Connecting with Music
Other than the light strum of a harp in the French Anteroom, the Escape from Thorne Mansion interactive missed an opportunity to couple era music with the room design. So, I’ve decided to pick up where the Art Institute of Chicago has left off and pair a few Thorne Room images with sounds from the time (click the widget to the right of the image to listen).
The Thorne Miniature Rooms create an amazing opportunity to connect history, literature, and music with art and design. How else do the Thorne Miniature Rooms connect to your curriculum?
The following is a guest post written by Samantha Melvin. She teaches elementary art and music integrating across the curriculum in Burnet, Texas.
Good Things Come in Small Packages. It is such fun to come across a book that our elementary-aged students can read that have ideas for visual arts lessons built right into the story. The Sixty-Eight Rooms by Marianne Malone does just that. It is a fantasy tale, perfect for 2nd-6th graders, about the Thorne Rooms at the Art Institute of Chicago.
In our story, Jack and Ruthie go on a field trip to the Art Institute of Chicago and see the Thorne Rooms for the first time. Jack discovers a key while on a separate special tour with one of the museum guards. The key leads Jack and Ruthie to discovering much more about the sixty-eight rooms! These exquisite rooms, whose design represents the style of a different era and place, were commissioned by Narcissa Niblack Thorne. The artists and master craftsmen created each using only the finest materials. They were built using 1 inch to 1 foot scale. Even the doorknobs turn, and the desk drawers open, truly representing design in miniature. Our characters discover that the key is really a magic key, which transforms the person holding it into a miniature version of him or herself. We live vicariously as they walk into these rooms and step back in time to pre-revolutionary France, or to late seventeenth century America. By connecting with artworks mentioned in the story including Washington Crossing the Delaware by Emanuel Leutze, we can demonstrate the link between history and art. In this case, Jack and Ruthie realize that they landed in France prior to its revolution, that had been partially inspired by the American’s fight for freedom from British rule.
Not all of us can travel to the Art Institute of Chicago to visit this wonderful collection. However there are other museums around the country that also have a connection to Thorne’s incredible legacy. The Knoxville Museum of Art, in Knoxville, TN, holds a collection of Thorne Rooms. These represent some of the earliest of her works. The Mini-Time Machine Museum of Miniatures in Tucson, AZ is a museum dedicated to miniatures. In its fantastic collection, one can find the Kupjack Georgian Dining Room, an example of work by one of Thorne’s primary artists, Eugene Kupjack. The Phoenix Art Museum also holds 20 examples of the Thorne Rooms.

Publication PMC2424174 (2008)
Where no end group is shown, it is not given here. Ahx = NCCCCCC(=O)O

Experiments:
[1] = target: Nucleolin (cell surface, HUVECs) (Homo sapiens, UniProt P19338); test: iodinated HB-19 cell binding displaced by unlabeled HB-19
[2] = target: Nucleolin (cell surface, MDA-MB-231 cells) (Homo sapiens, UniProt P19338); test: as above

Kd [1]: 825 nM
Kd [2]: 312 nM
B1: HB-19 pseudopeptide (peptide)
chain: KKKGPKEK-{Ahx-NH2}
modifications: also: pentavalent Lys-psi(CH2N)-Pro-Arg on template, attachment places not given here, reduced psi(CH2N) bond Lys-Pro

Make curricular connections:
Drawing & Math
Connect this wonderful fantasy to the creativity of our students by asking them to design their own “Contemporary Interior” where they design a room, using 1 inch to 1 foot scale, representing their place and time. Either using one-point perspective in drawing, or photomontage from magazines, the design of their own space would be a fascinating view of our 21st Century world from a child’s point of view.
Sculptural Paper Folding & Math
Jack and Ruthie, our adventurous 6th grade characters, go to school together in a Chicago neighborhood. In the opening chapter, Jack shows a bento box that he brought for lunch to school. Ruthie had never seen anything like it, and your students may not have either! Integrate a wonderful paper folding lesson, that implements measurement and folding for creating the bento box, and using paper folding and sculpture for the food. There is a wonderful example in the Thorne Rooms collection of Japanese architecture and design known as the Japanese Traditional Interior that would connect wonderfully with this lesson.
The Sixty-Eight Rooms is a wonderful addition to any book or art club looking to connect literature with art. The magical tale would be a great read-aloud in the art classroom, leading to specific art projects that make children think about their enviroments and design.
Special Thanks to the Mini-Time Machine Museum of Miniatures in Tucson, AZ for permission to publish the photographs of works in their collection, both taken by Balfour Walker. The museum can be found on Twitter at @tucsonmuseum Thanks to Nancy Walker for sharing her Bento Box lesson as well. Photos of teacher samples are from the Center for Educator Development in Fine Arts Summit XI Elementary Sessions hosted by Samantha Melvin and Nancy Walkup.